The Great Speaker is chosen by a council of elders drawn from all ranks of Nahuacan life. Whenever the last Speaker dies or retires, they elect a new one. The Great Speaker's job is explicitly to argue with the gods and their priests on behalf of the people, and to serve as the head of state - that is, the governor of governors. They must maintain the balance of power between the states and branches of government, keeping power struggles from tearing the Alliance apart. It takes a strong will, the ability to recognize and correct your mistakes and those of others, and strong rhetorical and leadership skills. The Great Speaker may never be selected from the same city twice in a row, and is advised by the Executive Council, as the body that selects them is called. It is a very stressful position, and many retire well before they die.

The Speaker may authorize human sacrifice in times of great need. It has never been done yet, and ideally will never happen, though some extremists believe in doing it in times of widespread fear. The Great Speaker during Thean first contact a century ago famously floated the idea after bureaucratic inefficiency and his own incompetence cause widespread panic and economic failure. The Ocelomeh performed a popularly supported coup and either exiled or murdered him depending on who you ask. The current Great Speaker, Chicahua Tlatoa, is only 24 - the youngest ever to hold the rank. He's doing the job, but many see him as weak, untested. They push him in ways no other Great Speaker has had to handle. Ome Tochtli, head of the Eagle Templars, believes he can subvert the Speaker and control the Alliance through him. His counterpart, Xochitl of the Jaguar Knights, is aware of this and attempts to influence the Speaker first in hopes of protecting the man. Chicahua is brighter than either of them suspects and is trying to keep both at bay, but is not sure how long he can do so while also running the government.

So far, Nahuacan has never failed during an invasion of another city-state. Often, they win without a fight as the foe surrenders rather than see their capital plundered and their temples burned. It has earned them control of a third of the continent. Their taxes on vassal states are high, requiring not only money, but also art and slaves. They are considering expansion towards Tzak K'an in the south, the Wabanahkik of Quanahlotye in the north, and the Atabean in the east. However, unlike prior conquests, these areas are not ethnically or linguistically close to Nahuacan, and they will be harder to take and hold culturally.

Of the three, Wabanahkik (Quanalotye) is the least likely target. The merchant Centlalia recently returned from a decade working there and has reported several established Thean colonies, as well as the Wabanahkik light infantry, who are some of the best in the world and masters of Nahuacan's own infantry tactics, but specialized in defense of their temperate forests against more numerous foes. Also, they know how to use guns better than the Nahuacan do. The Rahuri of the Atabean are a different challenge - they're in no position to beat Nahuacan in a fight on land, but the Alliance has practically no naval experience at all. The priests are reaching out to Thean sailors and shipwrights, trying to hire them as trainers and advisors, but those seafarers are often wary due to stories of Medellin's death. Further, it is known that Apocoatl trusted the Rahuri to be custodians of the Sea of Monsters, and any plan of conquest would need to pass him first. Problem: he's still asleep. Nahuacan expansionists would love to take the Atabean, but the difficulty of creating a naval tradition they don't already have means they're more likely to instead be diplomatic and offer protective vassalage rather than threaten conquest.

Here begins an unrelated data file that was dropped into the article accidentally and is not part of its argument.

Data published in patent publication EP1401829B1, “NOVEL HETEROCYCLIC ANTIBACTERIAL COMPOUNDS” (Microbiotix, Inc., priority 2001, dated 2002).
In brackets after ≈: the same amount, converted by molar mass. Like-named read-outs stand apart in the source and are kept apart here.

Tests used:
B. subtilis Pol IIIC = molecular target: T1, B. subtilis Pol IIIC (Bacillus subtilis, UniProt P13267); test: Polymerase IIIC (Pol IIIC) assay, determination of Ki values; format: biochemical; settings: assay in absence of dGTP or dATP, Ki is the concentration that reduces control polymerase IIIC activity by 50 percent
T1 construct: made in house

Thus, the Tzak K'ani are the most viable target for invasion. They most resemble the Nahuacan culturally, and they'd probably lose against a concerted assault. This could earn a whole lot of new vassals and resources. However, there's three big problems. First, sending the army into Tzak K'an would leave Nahuaca undefended against Thean invasion. Second, the border states already have enough rebellion issues - wouldn't having a subject people who don't even speak Nahuatl make it worse? Last, most of Nahuacan leadership simply see the government as more than a way to gain power - the Alliance was formed to benefit all, even subject states. If the Nahuacan are to be true leaders, they have to win hearts and minds, not crush them - and therefore another invasion may not be the moral act right now. However, the Nahuacan are a warlike people and do not like to sit and wait without a target for their aggression long. (It doesn't help that 'we should run the entire continent' is essentially Nahuacan policy; the question is just how they should end up uniting it - diplomacy or war - and whether subject cultures are to be preserved or not.)

Next time: Other Nations

MollyMetroid
Jan 20, 2004

Trout Clan Daimyo


I love the Medellin stuff.

Halloween Jack
Sep 11, 2003